From there, we walked down to the AIC, where we flashed our digital tickets, which I'd purchased in advance, including the special ticket required for Monet. Upon entry, we could join a "virtual waiting list" for the special/popular exhibits, including Bisa Butler, as the museum was limiting the number of people allowed in each at any given time. We received text updates and finally a notification that we were at the head of the line!
The Monet exhibit was great... I learned a lot about his history with Chicago and collectors there, and I took a few photos.
Bisa Butler: Portraits did it for me, though. It was absolutely stunning...
The exhibit runs until early September, and I think I'm going to have to return.
There is just so much to see in every piece!
I was struck by the man's suit, above, and how nearly every element of it was a different fabric...
...the sometimes subtle, sometimes not so subtle differences in background fabric(s).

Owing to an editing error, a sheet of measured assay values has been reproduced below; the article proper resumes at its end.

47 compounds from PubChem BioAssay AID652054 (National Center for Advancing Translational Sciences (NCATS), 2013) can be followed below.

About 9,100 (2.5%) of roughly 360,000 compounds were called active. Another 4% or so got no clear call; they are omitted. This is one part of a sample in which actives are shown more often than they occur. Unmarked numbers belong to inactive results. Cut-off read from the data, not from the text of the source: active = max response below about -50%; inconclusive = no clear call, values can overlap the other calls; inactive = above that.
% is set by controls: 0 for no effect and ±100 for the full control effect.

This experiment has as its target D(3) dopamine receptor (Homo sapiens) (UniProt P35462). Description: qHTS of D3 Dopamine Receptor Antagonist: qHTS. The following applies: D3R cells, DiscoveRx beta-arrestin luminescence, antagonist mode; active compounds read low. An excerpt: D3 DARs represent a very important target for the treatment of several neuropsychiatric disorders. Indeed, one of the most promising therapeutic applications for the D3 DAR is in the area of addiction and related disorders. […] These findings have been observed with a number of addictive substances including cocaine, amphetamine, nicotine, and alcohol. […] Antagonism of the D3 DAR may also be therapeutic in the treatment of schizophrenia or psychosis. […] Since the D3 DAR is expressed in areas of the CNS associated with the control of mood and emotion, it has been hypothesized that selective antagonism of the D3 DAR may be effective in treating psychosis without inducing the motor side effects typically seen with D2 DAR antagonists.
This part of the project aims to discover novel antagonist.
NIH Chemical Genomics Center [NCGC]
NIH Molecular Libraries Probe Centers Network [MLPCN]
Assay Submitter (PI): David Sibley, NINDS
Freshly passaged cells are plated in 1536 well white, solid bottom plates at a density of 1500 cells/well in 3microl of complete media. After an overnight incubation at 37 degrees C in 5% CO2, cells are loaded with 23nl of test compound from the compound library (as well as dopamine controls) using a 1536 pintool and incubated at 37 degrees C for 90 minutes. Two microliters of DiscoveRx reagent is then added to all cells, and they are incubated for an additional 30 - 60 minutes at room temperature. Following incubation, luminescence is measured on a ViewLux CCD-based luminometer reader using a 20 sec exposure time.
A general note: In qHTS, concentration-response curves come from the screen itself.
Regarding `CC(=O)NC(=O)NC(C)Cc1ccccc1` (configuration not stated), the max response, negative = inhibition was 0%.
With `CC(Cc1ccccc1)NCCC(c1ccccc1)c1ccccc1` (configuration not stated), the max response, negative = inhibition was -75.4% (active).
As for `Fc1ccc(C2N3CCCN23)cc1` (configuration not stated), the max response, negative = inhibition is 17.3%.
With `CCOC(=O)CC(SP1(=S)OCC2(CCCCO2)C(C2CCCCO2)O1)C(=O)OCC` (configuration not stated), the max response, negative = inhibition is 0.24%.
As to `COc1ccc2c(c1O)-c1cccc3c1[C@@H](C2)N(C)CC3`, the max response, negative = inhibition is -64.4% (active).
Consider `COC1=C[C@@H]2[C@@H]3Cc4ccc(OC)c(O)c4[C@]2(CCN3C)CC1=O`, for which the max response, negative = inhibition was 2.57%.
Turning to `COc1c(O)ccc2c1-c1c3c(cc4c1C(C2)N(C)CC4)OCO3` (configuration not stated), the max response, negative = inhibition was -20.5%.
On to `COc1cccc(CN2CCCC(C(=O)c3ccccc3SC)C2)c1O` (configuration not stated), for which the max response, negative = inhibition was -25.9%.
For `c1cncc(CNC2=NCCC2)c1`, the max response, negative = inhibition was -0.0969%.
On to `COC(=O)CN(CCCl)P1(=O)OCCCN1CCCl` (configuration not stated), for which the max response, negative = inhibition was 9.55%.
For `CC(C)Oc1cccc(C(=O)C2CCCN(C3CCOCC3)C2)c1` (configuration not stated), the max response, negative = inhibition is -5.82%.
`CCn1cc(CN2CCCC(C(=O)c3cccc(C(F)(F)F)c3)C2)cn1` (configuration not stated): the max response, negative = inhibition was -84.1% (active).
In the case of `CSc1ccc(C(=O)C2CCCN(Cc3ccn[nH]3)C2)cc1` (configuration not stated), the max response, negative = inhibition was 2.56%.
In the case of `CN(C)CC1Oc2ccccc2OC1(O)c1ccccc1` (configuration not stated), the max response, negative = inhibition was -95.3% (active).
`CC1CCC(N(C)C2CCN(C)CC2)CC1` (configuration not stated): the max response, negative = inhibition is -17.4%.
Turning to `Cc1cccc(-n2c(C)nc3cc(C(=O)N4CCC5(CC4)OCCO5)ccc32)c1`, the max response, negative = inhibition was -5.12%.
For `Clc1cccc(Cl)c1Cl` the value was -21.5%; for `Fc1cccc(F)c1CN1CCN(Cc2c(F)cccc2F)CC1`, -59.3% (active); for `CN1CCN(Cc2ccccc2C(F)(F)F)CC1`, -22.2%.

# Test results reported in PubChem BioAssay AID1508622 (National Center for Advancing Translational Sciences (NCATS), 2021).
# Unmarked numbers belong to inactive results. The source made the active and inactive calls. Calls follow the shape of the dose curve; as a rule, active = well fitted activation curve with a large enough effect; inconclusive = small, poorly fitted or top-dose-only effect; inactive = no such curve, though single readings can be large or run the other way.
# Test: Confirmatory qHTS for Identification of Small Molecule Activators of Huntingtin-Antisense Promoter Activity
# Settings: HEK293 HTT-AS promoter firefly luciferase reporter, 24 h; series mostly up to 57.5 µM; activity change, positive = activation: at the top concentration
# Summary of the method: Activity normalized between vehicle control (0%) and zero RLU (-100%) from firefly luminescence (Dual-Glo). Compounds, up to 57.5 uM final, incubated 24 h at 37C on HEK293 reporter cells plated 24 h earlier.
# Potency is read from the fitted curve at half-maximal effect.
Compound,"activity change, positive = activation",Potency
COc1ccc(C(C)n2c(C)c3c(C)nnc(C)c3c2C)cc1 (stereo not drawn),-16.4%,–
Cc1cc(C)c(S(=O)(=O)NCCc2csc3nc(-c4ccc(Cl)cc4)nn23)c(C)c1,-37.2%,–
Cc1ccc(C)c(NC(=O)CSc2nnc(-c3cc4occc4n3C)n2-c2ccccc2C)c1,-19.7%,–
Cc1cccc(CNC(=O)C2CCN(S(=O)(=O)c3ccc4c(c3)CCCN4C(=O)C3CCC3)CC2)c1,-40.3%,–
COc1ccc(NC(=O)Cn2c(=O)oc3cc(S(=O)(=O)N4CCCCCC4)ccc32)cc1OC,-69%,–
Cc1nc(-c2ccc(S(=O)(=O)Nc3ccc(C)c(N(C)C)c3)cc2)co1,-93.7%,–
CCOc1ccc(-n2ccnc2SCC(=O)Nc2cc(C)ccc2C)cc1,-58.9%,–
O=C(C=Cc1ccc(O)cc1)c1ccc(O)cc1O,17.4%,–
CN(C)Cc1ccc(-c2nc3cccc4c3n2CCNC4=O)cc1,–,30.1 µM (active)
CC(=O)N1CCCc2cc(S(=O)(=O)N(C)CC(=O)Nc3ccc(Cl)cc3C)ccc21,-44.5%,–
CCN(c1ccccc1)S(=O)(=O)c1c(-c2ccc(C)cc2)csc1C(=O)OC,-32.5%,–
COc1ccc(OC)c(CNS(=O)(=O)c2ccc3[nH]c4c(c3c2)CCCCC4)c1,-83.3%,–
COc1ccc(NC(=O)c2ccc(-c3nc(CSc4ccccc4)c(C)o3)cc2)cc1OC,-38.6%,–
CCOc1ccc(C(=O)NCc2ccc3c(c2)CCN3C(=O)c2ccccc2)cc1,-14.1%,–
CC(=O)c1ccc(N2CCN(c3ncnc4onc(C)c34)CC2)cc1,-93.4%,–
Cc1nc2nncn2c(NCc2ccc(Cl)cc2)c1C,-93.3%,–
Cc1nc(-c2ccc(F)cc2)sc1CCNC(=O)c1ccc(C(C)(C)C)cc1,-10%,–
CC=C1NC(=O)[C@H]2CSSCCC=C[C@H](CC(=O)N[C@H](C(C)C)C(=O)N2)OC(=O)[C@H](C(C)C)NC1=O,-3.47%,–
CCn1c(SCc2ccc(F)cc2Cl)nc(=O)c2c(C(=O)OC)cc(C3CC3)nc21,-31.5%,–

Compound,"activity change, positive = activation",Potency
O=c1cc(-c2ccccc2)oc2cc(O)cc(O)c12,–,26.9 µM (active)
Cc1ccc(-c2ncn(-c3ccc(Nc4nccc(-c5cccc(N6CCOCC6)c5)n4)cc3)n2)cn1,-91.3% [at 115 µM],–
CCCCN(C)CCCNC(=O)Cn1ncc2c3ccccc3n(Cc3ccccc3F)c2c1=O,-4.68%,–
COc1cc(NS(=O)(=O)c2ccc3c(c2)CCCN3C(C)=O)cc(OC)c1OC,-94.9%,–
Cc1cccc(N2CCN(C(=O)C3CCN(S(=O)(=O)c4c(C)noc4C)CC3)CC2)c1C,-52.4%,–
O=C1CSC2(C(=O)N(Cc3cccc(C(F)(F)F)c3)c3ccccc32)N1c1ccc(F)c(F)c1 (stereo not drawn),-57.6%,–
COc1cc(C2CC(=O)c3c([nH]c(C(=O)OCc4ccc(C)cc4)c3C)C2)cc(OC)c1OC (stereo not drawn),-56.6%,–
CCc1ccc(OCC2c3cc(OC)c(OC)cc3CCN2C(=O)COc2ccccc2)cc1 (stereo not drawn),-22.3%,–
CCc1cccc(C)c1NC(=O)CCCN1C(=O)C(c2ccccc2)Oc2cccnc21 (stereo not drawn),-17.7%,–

And they way she uses them is just breathtaking...
I loved how each section of this striped background fabric was quilted in a different way. A couple of stripes that are intersected by the figures are quilted differently above and below.
The scale and subject of some of the prints is just crazy... in a good way!
I was fascinated with the way things were pieced...
...and how shadows would be created with piecing, or by adding a sheer layer over a print. The "movement" and dimension -- especially in the large-scale prints -- in all of it -- sort of blew my mind.
And also SHOES!
Even the bottom of this shoe... (not to mention every other little thing!)
So many details.
There were only two entrances to Millenium Park open -- on the Michigan Avenue side -- and Cloudgate was barricaded, as well...
So, Friday night's cooking class with Marcus Samuelsson was great, but what a pace! Even with a few strategic interruptions & questions, I'd never have gotten food on the table without Kate's help! She shopped and prepped -- everything mis en place -- and mixed drinks... I'd never have kept up myself! The food was delicious... a collards & radicchio salad with vinaigrette, and tamarind-glazed halibut served over Carolina Gold grits. Mmm.